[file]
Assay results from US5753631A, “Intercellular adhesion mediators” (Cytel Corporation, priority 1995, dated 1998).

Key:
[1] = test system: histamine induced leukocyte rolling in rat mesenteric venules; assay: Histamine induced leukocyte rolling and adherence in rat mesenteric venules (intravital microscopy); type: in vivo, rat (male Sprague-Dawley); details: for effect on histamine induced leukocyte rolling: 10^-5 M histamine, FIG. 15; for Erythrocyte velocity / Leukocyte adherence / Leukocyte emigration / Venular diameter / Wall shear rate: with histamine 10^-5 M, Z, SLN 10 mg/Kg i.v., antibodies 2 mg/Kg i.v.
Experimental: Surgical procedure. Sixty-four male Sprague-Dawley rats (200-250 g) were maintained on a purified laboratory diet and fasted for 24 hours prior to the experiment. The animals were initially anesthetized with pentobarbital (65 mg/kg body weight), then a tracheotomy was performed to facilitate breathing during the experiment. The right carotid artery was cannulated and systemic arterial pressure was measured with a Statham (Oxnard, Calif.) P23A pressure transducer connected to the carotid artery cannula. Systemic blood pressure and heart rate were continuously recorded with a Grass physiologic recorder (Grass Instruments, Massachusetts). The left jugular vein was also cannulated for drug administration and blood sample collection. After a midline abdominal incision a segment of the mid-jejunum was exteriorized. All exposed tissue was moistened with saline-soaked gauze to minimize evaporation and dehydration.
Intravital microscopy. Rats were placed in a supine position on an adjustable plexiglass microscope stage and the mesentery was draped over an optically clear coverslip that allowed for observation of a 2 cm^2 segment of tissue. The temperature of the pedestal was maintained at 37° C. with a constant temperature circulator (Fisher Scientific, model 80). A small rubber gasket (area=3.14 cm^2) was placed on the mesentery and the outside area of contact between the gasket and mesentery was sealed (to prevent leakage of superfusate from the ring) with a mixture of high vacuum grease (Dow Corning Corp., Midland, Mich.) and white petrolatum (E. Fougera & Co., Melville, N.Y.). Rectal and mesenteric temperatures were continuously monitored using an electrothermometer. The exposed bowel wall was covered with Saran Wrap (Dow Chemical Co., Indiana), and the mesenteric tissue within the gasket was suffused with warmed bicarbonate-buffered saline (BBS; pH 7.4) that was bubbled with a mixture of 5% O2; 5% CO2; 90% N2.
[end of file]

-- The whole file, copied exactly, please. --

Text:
Assay results from US5753631A, “Intercellular adhesion mediators” (Cytel Corporation, priority 1995, dated 1998).

Key:
[1] = test system: histamine induced leukocyte rolling in rat mesenteric venules; assay: Histamine induced leukocyte rolling and adherence in rat mesenteric venules (intravital microscopy); type: in vivo, rat (male Sprague-Dawley); details: for effect on histamine induced leukocyte rolling: 10^-5 M histamine, FIG. 15; for Erythrocyte velocity / Leukocyte adherence / Leukocyte emigration / Venular diameter / Wall shear rate: with histamine 10^-5 M, Z, SLN 10 mg/Kg i.v., antibodies 2 mg/Kg i.v.
Experimental: Surgical procedure. Sixty-four male Sprague-Dawley rats (200-250 g) were maintained on a purified laboratory diet and fasted for 24 hours prior to the experiment. The animals were initially anesthetized with pentobarbital (65 mg/kg body weight), then a tracheotomy was performed to facilitate breathing during the experiment. The right carotid artery was cannulated and systemic arterial pressure was measured with a Statham (Oxnard, Calif.) P23A pressure transducer connected to the carotid artery cannula. Systemic blood pressure and heart rate were continuously recorded with a Grass physiologic recorder (Grass Instruments, Massachusetts). The left jugular vein was also cannulated for drug administration and blood sample collection. After a midline abdominal incision a segment of the mid-jejunum was exteriorized. All exposed tissue was moistened with saline-soaked gauze to minimize evaporation and dehydration.
Intravital microscopy. Rats were placed in a supine position on an adjustable plexiglass microscope stage and the mesentery was draped over an optically clear coverslip that allowed for observation of a 2 cm^2 segment of tissue. The temperature of the pedestal was maintained at 37° C. with a constant temperature circulator (Fisher Scientific, model 80). A small rubber gasket (area=3.14 cm^2) was placed on the mesentery and the outside area of contact between the gasket and mesentery was sealed (to prevent leakage of superfusate from the ring) with a mixture of high vacuum grease (Dow Corning Corp., Midland, Mich.) and white petrolatum (E. Fougera & Co., Melville, N.Y.). Rectal and mesenteric temperatures were continuously monitored using an electrothermometer. The exposed bowel wall was covered with Saran Wrap (Dow Chemical Co., Indiana), and the mesenteric tissue within the gasket was suffused with warmed bicarbonate-buffered saline (BBS; pH 7.4) that was bubbled with a mixture of 5% O2; 5% CO2; 90% N2.